Supercomputing takes new direction at Oak Ridge

An ongoing program to upgrade the Jaguar supercomputer at the Oak Ridge National Laboratory in Tennessee will not only result in a much more powerful computer, it will also create a new and unique research tool. When it is complete, the updated machine, which will be called Titan, will be able to perform calculations at speeds approaching 20 petaflops, reclaiming its title as the world's fastest computer.

The Titan effort is the beginning of a new architecture design path for more much more power and energy-efficient computers, said Jack Wells, director of science at the laboratory’s Oak Ridge Leadership Computing Facility (OLCF). Graphics accelerators are key to this new approach because they provide great processing power in a very efficient power-and-size combination. There are other options for achieving efficiency, but this is Oak Ridge’s current approach, he told GCN.

One reason for new architecture considerations is to help increase performance. Clock speeds for microchips peaked in 2004 when it became impractical to mass produce faster chips, Wells said.

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Since then, manufacturers and computer designers have moved onto multicore methods with multiple chips operating in parallel to achieve improved performance. “If clock speed doesn’t increase, you see an increase in parallelism,” he said.

But although there is an increase in parallel processing for high-performance computing, general-purpose processors are not energy efficient. Increased parallelism requires better performance and lower energy consumption, Wells said. This is one reason that supercomputer designs are now relying on hardware such as the Nvidia graphical processing units and Intel multicore processors, he added.

GPUs act as accelerators to speed up computer performance while staying within the same physical footprint and power envelope, Wells said. The upgrades during the Jaguar transition to Titan will push the machine’s processing speed up in increments from 10 to 20 and perhaps 30 petalops, he said.

The upgrade and transition to Titan is part of the Energy Department’s user facility concept. The department meets its mission by providing large-scale, unique facilities and systems that university and corporate computers cannot replicate, Wells said. The Oak Ridge supercomputing facility falls under the department’s mandate for “big science” operations, he added.

DOE provides its facilities to researchers through calls for proposals. At the OLCF, the most compelling research projects that require the processing and modeling power of Jaguar/Titan are considered, Wells said. This process makes the facility reliant on user proposals. “We’re not executing a research program; we’re executing a user program,” he said.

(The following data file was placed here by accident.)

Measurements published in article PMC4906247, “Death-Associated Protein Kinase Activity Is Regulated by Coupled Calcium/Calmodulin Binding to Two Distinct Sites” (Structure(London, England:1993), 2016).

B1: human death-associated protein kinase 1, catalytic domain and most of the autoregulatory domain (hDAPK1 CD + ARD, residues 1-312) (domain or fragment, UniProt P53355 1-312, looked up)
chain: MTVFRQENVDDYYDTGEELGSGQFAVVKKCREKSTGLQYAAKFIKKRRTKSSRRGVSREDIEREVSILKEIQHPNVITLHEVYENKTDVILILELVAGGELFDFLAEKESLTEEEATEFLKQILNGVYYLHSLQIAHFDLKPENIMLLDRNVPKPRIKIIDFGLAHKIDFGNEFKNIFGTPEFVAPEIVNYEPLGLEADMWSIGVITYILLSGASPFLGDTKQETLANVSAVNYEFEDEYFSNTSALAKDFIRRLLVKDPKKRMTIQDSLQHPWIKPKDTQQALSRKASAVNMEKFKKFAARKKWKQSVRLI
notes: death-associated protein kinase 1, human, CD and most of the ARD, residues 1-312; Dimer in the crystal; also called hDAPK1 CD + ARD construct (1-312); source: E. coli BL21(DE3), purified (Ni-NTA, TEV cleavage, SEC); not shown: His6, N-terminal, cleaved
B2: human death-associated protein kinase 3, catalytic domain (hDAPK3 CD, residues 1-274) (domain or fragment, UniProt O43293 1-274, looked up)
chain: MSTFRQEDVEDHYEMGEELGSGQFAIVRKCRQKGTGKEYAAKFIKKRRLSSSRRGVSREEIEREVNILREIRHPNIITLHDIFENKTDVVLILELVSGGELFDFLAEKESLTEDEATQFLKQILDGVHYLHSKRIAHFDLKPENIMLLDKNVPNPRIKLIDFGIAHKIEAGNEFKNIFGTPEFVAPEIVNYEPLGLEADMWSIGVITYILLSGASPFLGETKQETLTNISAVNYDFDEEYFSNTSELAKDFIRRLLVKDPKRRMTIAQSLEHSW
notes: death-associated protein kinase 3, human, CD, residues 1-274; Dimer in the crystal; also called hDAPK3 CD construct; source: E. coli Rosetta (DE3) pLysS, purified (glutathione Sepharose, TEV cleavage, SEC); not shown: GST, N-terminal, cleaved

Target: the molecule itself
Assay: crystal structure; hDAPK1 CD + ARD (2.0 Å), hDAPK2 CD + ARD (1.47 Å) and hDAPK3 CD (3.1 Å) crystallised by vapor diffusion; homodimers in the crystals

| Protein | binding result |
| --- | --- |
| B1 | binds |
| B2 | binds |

When the Titan program was proposed in 2009, there was some question within DOE about whether any users would be able to use such a powerful computer, Wells said. The primary challenge was to establish that a variety of scientific software could run on the new machine.

Some of the software codes that run on Titan include, S3D, which is used in the direct numerical study of combustion; and De Novo, software that models radiation transport — a critical part of the work at Oak Ridge because it is used to model neutron transfer in reactor cores. Other types of scientific software model everything from molecular dynamics to atmospheric movements.

The software will run on Titan to support a variety of government, academic and commercial research projects. These include an effort to better understand turbulent fuel combustion run by the Sandia National Laboratory in New Mexico. This kind of research is hard because modeling the combustion of chemically complex fuels under high pressures is difficult, Wells said.

The Oak Ridge/Sandia project slated to run on Titan is part of a federal program to study how efficiently biofuels combust. Results of the modeling software will affect how commercial industry designs and studies combustion, Wells said. He added that automobile manufacturers have proprietary software used in engine design, and data from tests such as this will be plugged into the company’s modeling computers.

Oak Ridge tried to keep its users happy during the recently completed first phase of the upgrade by minimizing downtime and moving more slowly with the transition. This was achieved by shutting down half of the computer for upgrades while keeping the other half up and running, Wells said. When the newly upgraded half was reactivated, an initial user launch allowed testing of the new system. During the acceptance period, when the initial Titan upgrade was being tested, users with large jobs were brought in to help stress test the system. The machine was then briefly taken down to fully upgrade the remaining portion, he said.

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